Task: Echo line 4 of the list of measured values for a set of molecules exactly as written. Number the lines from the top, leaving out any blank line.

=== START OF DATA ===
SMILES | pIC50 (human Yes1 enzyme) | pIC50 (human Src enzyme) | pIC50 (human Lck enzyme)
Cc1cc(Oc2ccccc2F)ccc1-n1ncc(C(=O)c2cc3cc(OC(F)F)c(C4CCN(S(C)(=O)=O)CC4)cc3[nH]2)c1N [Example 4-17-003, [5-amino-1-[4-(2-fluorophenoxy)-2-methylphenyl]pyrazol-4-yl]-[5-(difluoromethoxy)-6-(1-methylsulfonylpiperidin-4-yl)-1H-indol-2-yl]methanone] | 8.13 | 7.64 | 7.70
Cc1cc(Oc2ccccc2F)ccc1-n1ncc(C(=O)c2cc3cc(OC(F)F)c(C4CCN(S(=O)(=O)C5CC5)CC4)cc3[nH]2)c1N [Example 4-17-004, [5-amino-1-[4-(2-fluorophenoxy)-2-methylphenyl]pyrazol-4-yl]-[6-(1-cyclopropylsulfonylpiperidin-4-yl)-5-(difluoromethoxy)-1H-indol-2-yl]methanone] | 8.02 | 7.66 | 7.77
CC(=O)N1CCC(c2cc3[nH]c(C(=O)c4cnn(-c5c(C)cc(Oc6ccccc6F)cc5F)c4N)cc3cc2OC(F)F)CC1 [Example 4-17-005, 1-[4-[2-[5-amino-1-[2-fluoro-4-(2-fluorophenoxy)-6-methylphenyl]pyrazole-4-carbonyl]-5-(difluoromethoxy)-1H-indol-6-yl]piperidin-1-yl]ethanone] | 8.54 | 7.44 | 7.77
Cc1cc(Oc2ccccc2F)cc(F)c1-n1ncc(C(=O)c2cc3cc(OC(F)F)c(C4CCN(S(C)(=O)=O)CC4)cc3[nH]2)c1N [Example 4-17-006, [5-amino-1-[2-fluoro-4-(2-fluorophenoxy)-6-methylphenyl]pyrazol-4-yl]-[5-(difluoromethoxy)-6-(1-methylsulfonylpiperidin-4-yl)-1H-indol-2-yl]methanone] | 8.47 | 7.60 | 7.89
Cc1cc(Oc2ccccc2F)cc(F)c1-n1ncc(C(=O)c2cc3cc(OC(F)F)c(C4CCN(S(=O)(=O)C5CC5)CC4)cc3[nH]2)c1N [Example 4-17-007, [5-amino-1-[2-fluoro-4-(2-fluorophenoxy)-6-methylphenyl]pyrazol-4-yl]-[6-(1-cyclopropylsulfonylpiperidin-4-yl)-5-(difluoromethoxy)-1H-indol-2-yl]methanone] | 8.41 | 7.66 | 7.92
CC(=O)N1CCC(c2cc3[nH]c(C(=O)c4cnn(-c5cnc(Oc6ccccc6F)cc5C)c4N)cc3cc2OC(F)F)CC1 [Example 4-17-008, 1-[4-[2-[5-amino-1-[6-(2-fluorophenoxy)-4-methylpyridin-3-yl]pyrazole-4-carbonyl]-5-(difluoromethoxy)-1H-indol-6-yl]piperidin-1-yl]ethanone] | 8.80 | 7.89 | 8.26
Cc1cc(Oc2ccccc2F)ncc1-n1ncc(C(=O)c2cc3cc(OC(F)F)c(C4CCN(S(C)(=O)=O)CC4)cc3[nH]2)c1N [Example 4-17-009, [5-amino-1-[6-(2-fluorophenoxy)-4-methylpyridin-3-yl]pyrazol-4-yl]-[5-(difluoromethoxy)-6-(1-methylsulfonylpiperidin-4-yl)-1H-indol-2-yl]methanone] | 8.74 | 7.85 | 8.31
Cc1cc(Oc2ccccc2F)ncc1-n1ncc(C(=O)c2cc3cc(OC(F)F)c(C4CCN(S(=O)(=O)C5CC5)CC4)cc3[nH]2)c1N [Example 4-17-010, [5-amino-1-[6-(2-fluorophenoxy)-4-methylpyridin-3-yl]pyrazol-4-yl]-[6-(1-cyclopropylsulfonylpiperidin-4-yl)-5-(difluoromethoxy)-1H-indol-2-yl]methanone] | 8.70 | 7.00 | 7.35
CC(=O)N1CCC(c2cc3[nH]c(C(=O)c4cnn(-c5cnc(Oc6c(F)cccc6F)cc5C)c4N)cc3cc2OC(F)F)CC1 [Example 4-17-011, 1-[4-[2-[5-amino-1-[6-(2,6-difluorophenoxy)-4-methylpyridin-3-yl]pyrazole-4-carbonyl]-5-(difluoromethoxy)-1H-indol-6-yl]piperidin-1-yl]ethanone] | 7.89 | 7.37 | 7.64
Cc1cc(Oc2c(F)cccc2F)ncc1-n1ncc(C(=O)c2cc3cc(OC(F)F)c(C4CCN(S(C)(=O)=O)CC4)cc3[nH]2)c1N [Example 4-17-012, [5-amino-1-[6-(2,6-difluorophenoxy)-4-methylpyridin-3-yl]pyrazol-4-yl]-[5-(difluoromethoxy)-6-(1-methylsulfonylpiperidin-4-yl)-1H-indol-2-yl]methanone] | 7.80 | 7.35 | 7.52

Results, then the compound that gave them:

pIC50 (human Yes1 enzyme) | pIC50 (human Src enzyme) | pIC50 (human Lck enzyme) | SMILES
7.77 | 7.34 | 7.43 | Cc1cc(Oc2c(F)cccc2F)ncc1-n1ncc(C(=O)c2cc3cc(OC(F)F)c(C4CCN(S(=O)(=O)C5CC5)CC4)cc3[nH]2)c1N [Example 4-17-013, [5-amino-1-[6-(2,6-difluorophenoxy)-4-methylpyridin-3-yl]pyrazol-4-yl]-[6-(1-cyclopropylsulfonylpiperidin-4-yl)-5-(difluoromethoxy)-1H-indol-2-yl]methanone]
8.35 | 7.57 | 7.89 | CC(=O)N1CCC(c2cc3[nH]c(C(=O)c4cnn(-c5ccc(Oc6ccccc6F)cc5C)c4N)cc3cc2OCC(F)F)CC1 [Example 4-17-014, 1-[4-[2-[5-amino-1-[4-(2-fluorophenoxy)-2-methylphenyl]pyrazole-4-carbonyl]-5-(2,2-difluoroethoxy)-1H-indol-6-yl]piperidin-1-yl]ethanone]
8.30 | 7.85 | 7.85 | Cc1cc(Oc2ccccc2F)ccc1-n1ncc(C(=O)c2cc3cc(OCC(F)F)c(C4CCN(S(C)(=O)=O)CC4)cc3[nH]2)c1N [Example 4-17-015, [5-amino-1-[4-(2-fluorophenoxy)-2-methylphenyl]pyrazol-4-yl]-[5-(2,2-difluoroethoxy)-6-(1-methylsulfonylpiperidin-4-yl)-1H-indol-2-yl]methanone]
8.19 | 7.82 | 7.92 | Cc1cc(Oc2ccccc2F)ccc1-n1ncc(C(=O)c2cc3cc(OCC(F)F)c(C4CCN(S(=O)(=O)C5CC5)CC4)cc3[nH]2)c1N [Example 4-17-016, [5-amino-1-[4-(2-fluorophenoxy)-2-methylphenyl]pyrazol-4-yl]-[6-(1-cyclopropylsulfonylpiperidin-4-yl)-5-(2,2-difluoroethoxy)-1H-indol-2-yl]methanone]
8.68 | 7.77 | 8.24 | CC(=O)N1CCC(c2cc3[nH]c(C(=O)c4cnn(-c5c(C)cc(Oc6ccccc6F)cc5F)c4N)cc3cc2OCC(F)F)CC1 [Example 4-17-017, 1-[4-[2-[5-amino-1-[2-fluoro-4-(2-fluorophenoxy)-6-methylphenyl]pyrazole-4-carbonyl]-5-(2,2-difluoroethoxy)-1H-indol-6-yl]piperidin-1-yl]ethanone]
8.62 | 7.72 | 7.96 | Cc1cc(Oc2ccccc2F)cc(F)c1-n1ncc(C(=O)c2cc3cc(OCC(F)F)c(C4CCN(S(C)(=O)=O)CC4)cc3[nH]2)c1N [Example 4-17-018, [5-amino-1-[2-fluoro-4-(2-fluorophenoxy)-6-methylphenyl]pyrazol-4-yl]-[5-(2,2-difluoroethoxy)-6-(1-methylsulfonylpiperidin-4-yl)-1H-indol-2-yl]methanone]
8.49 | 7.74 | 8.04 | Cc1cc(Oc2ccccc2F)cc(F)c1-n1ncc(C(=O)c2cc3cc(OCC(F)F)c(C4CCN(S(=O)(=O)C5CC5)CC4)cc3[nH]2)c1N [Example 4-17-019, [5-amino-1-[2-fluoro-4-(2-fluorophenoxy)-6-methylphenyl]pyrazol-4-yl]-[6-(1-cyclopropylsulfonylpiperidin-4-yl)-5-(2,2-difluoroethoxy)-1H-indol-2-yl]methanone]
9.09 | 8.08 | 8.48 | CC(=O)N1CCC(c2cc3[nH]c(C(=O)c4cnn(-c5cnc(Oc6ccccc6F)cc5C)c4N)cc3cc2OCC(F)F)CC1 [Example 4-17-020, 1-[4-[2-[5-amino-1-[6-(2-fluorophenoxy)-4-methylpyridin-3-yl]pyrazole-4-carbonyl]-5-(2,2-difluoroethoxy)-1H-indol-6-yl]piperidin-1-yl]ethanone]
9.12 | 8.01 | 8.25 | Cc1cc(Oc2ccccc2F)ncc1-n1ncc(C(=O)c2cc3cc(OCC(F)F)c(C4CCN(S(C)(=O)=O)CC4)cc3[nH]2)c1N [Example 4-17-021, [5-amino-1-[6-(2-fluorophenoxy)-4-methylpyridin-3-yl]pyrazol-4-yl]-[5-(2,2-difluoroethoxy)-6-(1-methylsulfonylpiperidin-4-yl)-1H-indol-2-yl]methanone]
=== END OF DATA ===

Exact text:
CC(=O)N1CCC(c2cc3[nH]c(C(=O)c4cnn(-c5c(C)cc(Oc6ccccc6F)cc5F)c4N)cc3cc2OC(F)F)CC1 [Example 4-17-005, 1-[4-[2-[5-amino-1-[2-fluoro-4-(2-fluorophenoxy)-6-methylphenyl]pyrazole-4-carbonyl]-5-(difluoromethoxy)-1H-indol-6-yl]piperidin-1-yl]ethanone] | 8.54 | 7.44 | 7.77